State official shot dead by hitman in Moscow

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The Independent Online

The Governor of a vast, resource-rich Russian region was shot dead by a contract killer yesterday within sight of the Kremlin.

Valentin Tsvetkov, governor of the far eastern province of Magadan, was shot in the head as he walked along the busy Novy Arbat in Moscow while talking on his mobile phone.

President Vladimir Putin immediately ordered Russia's chief prosecutor, Vladimir Ustinov, and the Interior Minister, Boris Gryzlov, to take personal charge of the investigation into the murder.

Witnesses said the attacker was a young man dressed in a balaclava and anorak who leapt out from behind a billboard, fired two shots from a silencer-equipped pistol, then jumped in a waiting car and sped away.

The first bullet killed Mr. Tsvetkov; the second was apparently aimed at, but missed, an aide who was with him. "This was clearly a contract hit," said Vladimir Pronin, Moscow's police chief. "It was the work of a professional killer".

Mr Tsvetkov, 54, had just got out of his car and was walking to an office building that houses Magadan's representation in Moscow when he was shot. That section of Novy Arbat, three blocks from the Kremlin, is regularly used by President Vladimir Putin and other top officials travelling to and from their offices.

Contract killings of businessmen, bankers and even politicians are common in Russia; police registered 327 last year. But Mr Tsvetkov was the first official of such a high rank to be killed in post-Soviet times.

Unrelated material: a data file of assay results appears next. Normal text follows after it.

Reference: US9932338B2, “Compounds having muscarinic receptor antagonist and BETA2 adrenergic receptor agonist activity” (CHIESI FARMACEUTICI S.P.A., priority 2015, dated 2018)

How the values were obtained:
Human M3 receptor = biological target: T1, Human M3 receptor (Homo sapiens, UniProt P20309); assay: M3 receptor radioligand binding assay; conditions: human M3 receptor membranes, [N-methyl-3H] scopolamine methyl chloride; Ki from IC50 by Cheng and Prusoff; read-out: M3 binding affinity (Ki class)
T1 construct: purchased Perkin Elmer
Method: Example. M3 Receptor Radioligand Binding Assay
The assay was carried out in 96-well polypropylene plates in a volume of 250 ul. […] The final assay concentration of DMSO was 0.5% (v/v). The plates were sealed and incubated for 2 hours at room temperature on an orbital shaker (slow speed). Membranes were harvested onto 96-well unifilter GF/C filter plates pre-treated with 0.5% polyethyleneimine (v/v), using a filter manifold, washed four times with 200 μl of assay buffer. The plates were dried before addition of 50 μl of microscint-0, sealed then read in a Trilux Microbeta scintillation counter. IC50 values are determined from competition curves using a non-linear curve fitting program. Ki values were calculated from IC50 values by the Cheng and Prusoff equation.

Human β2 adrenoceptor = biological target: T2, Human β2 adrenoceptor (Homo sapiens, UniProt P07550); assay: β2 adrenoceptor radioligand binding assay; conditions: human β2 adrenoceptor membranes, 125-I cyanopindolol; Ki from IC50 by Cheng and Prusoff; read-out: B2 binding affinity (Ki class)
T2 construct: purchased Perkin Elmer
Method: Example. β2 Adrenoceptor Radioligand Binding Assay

"This is probably the most sensational contract killing of this year," said Anatoly Vinogradov of the police organised crime department.

As elected governor of Magadan, one of Russia's 89 administrative units, Mr Tsvetkov ruled a sparsely-populated territory larger than France and Spain combined and fabulously rich in resources, including gold, silver, tin, forestry, furs and fisheries. Unlike Western countries, where there are strict firewalls separating politics and business, it is not uncommon for high state officials in Russia to own or direct private companies in tandem with their administrative duties.

Mr Tsvetkov, who had been governor since 1996, owned a gold-refining plant and had reportedly been trying to bring the region's gold-mining industry under his control.

"I believe this was not a political killing," Sergei Mironov, Speaker of Russia's Federation Council, the upper house of parliament, told news agencies. "The governor must have harmed someone's business interests. Regrettably, lawlessness still reigns in this country".

Eight parliamentary deputies have been murdered since 1992 but no case has been solved. The most recent was Vladimir Golovyov, shot dead near his home in Moscow in August. Many observers believe that Mr Golovyov's death may also have been connected to his business dealings.

Mr Tsvetkov was a member of the Federation Council in Magadan from 1993 and was elected to the State Duma (lower house of parliament) in 1995 before becoming governor.